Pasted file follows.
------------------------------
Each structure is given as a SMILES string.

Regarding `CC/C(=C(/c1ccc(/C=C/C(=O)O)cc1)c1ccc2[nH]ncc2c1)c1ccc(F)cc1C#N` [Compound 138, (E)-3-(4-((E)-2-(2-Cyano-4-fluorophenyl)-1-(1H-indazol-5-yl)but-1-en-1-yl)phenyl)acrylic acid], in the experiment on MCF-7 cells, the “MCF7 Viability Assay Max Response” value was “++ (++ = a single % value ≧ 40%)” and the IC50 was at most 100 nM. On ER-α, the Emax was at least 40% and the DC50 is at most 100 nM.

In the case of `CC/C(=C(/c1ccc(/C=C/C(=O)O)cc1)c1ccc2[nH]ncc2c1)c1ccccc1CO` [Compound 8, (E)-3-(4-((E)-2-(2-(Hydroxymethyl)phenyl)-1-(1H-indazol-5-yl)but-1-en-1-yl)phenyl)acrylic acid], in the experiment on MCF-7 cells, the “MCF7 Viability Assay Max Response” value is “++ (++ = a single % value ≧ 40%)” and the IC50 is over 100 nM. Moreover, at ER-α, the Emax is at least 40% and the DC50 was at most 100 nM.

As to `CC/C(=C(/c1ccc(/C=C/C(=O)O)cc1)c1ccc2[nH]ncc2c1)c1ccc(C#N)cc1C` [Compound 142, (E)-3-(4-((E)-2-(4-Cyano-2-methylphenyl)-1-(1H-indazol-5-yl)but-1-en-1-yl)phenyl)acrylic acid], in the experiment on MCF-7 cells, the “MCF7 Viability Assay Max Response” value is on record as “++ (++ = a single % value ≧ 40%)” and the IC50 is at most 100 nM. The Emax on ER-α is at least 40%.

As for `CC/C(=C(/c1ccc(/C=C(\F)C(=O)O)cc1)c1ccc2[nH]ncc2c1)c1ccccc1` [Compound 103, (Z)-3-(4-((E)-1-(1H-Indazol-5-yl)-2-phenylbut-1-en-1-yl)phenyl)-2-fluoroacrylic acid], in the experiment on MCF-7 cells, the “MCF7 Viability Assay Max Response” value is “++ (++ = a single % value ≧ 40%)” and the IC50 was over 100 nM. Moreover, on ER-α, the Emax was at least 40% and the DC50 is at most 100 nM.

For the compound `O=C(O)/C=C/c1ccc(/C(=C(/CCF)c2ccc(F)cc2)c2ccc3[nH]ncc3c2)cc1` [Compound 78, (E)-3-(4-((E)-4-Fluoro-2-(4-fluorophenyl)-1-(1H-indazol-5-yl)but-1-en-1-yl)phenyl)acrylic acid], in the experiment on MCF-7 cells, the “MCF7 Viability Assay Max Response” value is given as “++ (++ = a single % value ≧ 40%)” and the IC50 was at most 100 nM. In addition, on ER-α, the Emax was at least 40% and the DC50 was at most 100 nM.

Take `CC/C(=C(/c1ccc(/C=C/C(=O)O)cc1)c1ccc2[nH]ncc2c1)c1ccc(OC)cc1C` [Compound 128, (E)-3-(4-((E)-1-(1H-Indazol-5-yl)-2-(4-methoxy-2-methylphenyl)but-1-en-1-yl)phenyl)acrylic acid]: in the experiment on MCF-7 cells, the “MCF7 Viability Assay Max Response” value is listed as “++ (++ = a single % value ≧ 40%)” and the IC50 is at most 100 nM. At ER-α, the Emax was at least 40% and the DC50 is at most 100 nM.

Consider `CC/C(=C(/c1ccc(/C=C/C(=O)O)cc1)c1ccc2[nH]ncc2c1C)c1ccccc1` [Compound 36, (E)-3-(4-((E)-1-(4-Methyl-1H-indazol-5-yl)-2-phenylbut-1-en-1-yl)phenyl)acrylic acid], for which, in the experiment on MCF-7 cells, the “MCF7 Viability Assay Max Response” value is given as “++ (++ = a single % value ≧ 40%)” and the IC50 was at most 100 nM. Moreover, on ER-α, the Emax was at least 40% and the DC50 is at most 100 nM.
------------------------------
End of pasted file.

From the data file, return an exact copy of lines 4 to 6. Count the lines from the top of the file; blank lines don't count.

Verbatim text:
As to `CC/C(=C(/c1ccc(/C=C/C(=O)O)cc1)c1ccc2[nH]ncc2c1)c1ccc(C#N)cc1C` [Compound 142, (E)-3-(4-((E)-2-(4-Cyano-2-methylphenyl)-1-(1H-indazol-5-yl)but-1-en-1-yl)phenyl)acrylic acid], in the experiment on MCF-7 cells, the “MCF7 Viability Assay Max Response” value is on record as “++ (++ = a single % value ≧ 40%)” and the IC50 is at most 100 nM. The Emax on ER-α is at least 40%.

As for `CC/C(=C(/c1ccc(/C=C(\F)C(=O)O)cc1)c1ccc2[nH]ncc2c1)c1ccccc1` [Compound 103, (Z)-3-(4-((E)-1-(1H-Indazol-5-yl)-2-phenylbut-1-en-1-yl)phenyl)-2-fluoroacrylic acid], in the experiment on MCF-7 cells, the “MCF7 Viability Assay Max Response” value is “++ (++ = a single % value ≧ 40%)” and the IC50 was over 100 nM. Moreover, on ER-α, the Emax was at least 40% and the DC50 is at most 100 nM.

For the compound `O=C(O)/C=C/c1ccc(/C(=C(/CCF)c2ccc(F)cc2)c2ccc3[nH]ncc3c2)cc1` [Compound 78, (E)-3-(4-((E)-4-Fluoro-2-(4-fluorophenyl)-1-(1H-indazol-5-yl)but-1-en-1-yl)phenyl)acrylic acid], in the experiment on MCF-7 cells, the “MCF7 Viability Assay Max Response” value is given as “++ (++ = a single % value ≧ 40%)” and the IC50 was at most 100 nM. In addition, on ER-α, the Emax was at least 40% and the DC50 was at most 100 nM.